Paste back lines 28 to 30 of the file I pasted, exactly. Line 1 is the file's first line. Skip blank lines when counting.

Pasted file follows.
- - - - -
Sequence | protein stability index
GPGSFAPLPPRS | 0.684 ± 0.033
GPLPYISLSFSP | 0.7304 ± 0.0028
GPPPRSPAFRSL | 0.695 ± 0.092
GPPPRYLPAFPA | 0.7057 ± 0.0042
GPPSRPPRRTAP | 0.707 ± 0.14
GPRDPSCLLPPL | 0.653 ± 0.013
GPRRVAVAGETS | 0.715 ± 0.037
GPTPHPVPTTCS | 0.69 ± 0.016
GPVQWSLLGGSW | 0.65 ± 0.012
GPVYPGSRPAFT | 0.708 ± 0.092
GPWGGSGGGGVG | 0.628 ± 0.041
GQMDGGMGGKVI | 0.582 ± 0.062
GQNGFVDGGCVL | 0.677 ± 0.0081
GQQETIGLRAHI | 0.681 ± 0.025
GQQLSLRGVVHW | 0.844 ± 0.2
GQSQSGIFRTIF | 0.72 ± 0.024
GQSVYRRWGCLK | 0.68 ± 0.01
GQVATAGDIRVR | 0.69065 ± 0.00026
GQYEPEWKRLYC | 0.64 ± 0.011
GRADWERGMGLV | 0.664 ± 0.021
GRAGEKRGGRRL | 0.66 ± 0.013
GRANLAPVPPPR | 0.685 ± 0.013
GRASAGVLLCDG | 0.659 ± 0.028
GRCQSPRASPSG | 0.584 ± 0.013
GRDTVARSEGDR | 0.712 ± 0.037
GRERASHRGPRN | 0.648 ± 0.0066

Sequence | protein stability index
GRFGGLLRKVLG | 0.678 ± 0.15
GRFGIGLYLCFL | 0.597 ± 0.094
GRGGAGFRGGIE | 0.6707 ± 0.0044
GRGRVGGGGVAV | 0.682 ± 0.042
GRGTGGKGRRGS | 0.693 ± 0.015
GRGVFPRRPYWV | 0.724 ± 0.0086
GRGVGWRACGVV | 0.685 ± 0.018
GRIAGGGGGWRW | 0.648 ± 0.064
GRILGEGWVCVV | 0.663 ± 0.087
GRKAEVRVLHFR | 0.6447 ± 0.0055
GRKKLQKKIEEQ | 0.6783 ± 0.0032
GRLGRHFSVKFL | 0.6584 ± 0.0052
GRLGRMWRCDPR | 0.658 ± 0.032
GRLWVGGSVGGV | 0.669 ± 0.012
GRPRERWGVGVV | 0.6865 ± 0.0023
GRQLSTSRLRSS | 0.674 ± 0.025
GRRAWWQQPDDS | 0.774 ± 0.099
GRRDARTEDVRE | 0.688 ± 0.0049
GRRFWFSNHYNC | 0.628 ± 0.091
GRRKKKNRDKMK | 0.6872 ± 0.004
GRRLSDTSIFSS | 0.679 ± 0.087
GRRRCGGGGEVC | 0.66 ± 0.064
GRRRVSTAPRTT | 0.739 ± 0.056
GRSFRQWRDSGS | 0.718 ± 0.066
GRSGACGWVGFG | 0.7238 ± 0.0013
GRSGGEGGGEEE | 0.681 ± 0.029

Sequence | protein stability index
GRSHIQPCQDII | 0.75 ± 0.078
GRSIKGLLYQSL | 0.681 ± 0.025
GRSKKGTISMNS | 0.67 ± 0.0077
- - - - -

Sequence | protein stability index
GRFGGLLRKVLG | 0.678 ± 0.15
GRFGIGLYLCFL | 0.597 ± 0.094